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Good evening, let’s start with today’s top stories:

General Wayne Eyre has been appointed to the position of Chief of the Defence Staff, the Prime Minister’s Office said Thursday.

Eyre has served in this role in an acting capacity after Admiral Art McDonald stepped aside in February while facing an allegation of sexual misconduct.

McDonald was the subject of an investigation by the Canadian Forces National Investigation Service which concluded without any charges. He sought to return to work after the probe, but was placed on administrative leave by the government in August.

Acting Chief of the Defence Staff Gen. Wayne Eyre arrives on Parliament Hill prior to a cabinet meeting in Ottawa on Nov. 23, 2021.Sean Kilpatrick/The Canadian Press

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Farmers devastated by B.C. floods return to gut-wrenching scenes

The flood that dumped a month’s worth of rain on to southern B.C. in less than two days has created an agricultural disaster in the Fraser Valley, where the bulk of the province’s food production takes place.

Multi-generational farmers who watched their family businesses go under, along with their homes, have also been left to deal with catastrophic mortality and biohazard risks from animals caught in the flood. The death toll is, at the minimum, in the tens of thousands.

In other developments, massive cleanup efforts are under way in communities large and small throughout the province. While the military landed earlier this week in Abbotsford to help repair the dike system designed to protect that important agricultural region, Merritt, Princeton and smaller municipalities to the east have been struggling with the enormity of what lies ahead.

At a flood briefing Wednesday, B.C. Public Safety Minister Mike Farnworth said the military was now on site in the devastated town of Princeton and that the province has set up a hotline for evacuees to get information about new risks and the various forms of assistance they can now access.

Flooded fields in Abbotsford, B.C. on Nov. 23, 2021.Jackie Dives/The Globe and Mail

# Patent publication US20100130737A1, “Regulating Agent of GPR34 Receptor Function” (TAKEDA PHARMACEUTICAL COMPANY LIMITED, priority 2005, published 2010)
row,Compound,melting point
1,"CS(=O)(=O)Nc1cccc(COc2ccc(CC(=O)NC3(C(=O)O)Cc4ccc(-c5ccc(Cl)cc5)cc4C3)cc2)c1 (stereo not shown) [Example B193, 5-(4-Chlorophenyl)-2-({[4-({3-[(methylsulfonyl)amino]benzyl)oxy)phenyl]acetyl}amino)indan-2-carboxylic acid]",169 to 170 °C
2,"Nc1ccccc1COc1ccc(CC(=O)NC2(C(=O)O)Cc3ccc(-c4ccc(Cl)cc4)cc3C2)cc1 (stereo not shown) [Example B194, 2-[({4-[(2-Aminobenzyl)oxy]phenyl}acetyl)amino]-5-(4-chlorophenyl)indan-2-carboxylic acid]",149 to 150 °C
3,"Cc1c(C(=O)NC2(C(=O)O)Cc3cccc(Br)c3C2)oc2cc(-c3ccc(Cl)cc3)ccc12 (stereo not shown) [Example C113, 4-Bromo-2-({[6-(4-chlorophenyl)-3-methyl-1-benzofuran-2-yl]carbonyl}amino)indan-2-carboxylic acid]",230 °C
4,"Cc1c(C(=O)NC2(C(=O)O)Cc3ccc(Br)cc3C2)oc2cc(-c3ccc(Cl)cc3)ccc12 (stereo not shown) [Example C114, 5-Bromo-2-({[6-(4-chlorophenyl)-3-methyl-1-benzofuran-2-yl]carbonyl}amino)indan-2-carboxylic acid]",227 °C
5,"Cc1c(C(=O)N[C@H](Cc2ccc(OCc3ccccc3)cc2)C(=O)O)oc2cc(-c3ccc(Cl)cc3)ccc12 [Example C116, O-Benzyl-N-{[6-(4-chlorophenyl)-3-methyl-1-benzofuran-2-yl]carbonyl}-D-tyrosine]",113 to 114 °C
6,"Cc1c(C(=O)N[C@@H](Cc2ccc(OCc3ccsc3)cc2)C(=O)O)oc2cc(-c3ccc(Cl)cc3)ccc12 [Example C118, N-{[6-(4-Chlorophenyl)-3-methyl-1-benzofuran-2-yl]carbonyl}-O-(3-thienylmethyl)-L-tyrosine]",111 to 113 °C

Contradictory spending, slow pace trouble Trudeau government’s emissions-reduction plans, Environment Commissioner says

Canada has the worst emissions record in the G7 since 2015, contradictory policies and has been slow to implement the plans to meet its current targets after three decades of missed climate-change pledges, the federal environment commissioner says.

Commissioner of the Environment and Sustainable Development Jerry DeMarco released a report Thursday that chronicles three decades of federal government failure in translating talk into action to cut emissions linked to global warming. Spelling out the affects of climate chance on Canada today, his report warns of deaths linked to extreme heat and wildfire smoke, and says the frequency of natural disasters is going up along with the costs of responding to them.

“Past inaction on climate change has created the present crisis. Meanwhile, continued inaction unfairly burdens future generations, who will experience even greater effects from the long‑lasting greenhouse gases that have already been emitted,” the report says.

Giant flames burn off waste gases as smoke and steam belch from steel mills in Hamilton, Ont., on Feb. 1, 2007.J.P. Moczulski/The Canadian Press


ALSO ON OUR RADAR

Loneliness a major risk factor for depression for seniors during first year of pandemic, study finds: Loneliness was the most significant risk factor for depression among older Canadians during the first year of the pandemic, according to the results of a large-scale longitudinal study that followed seniors both before and after COVID-19 spread through the country.

France beefs up sea rescue work, spars with U.K. over migrant deaths: France said on Thursday it was mobilizing reservists and beefing up sea rescue operations as London and Paris traded blame over the deaths of 27 migrants trying to reach Britain in an inflatable dinghy.

Canada’s big banks expected to raise dividends next week but size of increases will vary widely: Canada’s major banks are set to announce their first dividend increases and share buybacks in nearly two years next week and eager investors are awaiting generous hikes to payouts, but the size and timing are expected to vary widely from one bank to another.

Average home costs are up 30% since before the pandemic, a spike CHMC links to speculative investors: Buyers are trying to get into the housing market and have increasingly turned to cities and regions that were once considered affordable or to condos, which typically have a lower purchase price. That includes preconstruction condos, where the buyer is initially only on the hook for a relatively smaller down payment.